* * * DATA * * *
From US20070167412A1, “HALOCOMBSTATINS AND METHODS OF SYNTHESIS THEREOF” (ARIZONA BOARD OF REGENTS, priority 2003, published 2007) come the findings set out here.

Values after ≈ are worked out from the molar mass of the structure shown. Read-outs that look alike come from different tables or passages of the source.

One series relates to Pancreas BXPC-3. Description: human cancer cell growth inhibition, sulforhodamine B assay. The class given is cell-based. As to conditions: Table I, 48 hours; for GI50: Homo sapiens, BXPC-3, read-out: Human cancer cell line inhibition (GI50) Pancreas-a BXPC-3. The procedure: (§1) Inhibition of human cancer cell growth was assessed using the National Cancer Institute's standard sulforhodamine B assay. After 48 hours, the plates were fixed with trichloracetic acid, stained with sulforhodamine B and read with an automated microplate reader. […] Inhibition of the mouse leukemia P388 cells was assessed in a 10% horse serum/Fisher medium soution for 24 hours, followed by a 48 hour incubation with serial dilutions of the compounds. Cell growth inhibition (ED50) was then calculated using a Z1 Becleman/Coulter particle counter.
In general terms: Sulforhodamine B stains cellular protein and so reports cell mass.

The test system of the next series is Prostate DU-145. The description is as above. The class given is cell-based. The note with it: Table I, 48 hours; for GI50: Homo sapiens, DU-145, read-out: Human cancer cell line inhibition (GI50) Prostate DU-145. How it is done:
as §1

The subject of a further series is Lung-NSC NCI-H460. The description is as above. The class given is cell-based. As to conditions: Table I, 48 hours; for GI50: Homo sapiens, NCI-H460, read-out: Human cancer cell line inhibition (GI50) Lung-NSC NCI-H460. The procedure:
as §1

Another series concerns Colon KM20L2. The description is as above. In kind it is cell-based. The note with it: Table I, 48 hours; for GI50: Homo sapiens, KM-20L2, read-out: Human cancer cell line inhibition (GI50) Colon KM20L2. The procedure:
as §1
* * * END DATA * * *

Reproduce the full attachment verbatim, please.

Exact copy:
From US20070167412A1, “HALOCOMBSTATINS AND METHODS OF SYNTHESIS THEREOF” (ARIZONA BOARD OF REGENTS, priority 2003, published 2007) come the findings set out here.

Values after ≈ are worked out from the molar mass of the structure shown. Read-outs that look alike come from different tables or passages of the source.

One series relates to Pancreas BXPC-3. Description: human cancer cell growth inhibition, sulforhodamine B assay. The class given is cell-based. As to conditions: Table I, 48 hours; for GI50: Homo sapiens, BXPC-3, read-out: Human cancer cell line inhibition (GI50) Pancreas-a BXPC-3. The procedure: (§1) Inhibition of human cancer cell growth was assessed using the National Cancer Institute's standard sulforhodamine B assay. After 48 hours, the plates were fixed with trichloracetic acid, stained with sulforhodamine B and read with an automated microplate reader. […] Inhibition of the mouse leukemia P388 cells was assessed in a 10% horse serum/Fisher medium soution for 24 hours, followed by a 48 hour incubation with serial dilutions of the compounds. Cell growth inhibition (ED50) was then calculated using a Z1 Becleman/Coulter particle counter.
In general terms: Sulforhodamine B stains cellular protein and so reports cell mass.

The test system of the next series is Prostate DU-145. The description is as above. The class given is cell-based. The note with it: Table I, 48 hours; for GI50: Homo sapiens, DU-145, read-out: Human cancer cell line inhibition (GI50) Prostate DU-145. How it is done:
as §1

The subject of a further series is Lung-NSC NCI-H460. The description is as above. The class given is cell-based. As to conditions: Table I, 48 hours; for GI50: Homo sapiens, NCI-H460, read-out: Human cancer cell line inhibition (GI50) Lung-NSC NCI-H460. The procedure:
as §1

Another series concerns Colon KM20L2. The description is as above. In kind it is cell-based. The note with it: Table I, 48 hours; for GI50: Homo sapiens, KM-20L2, read-out: Human cancer cell line inhibition (GI50) Colon KM20L2. The procedure:
as §1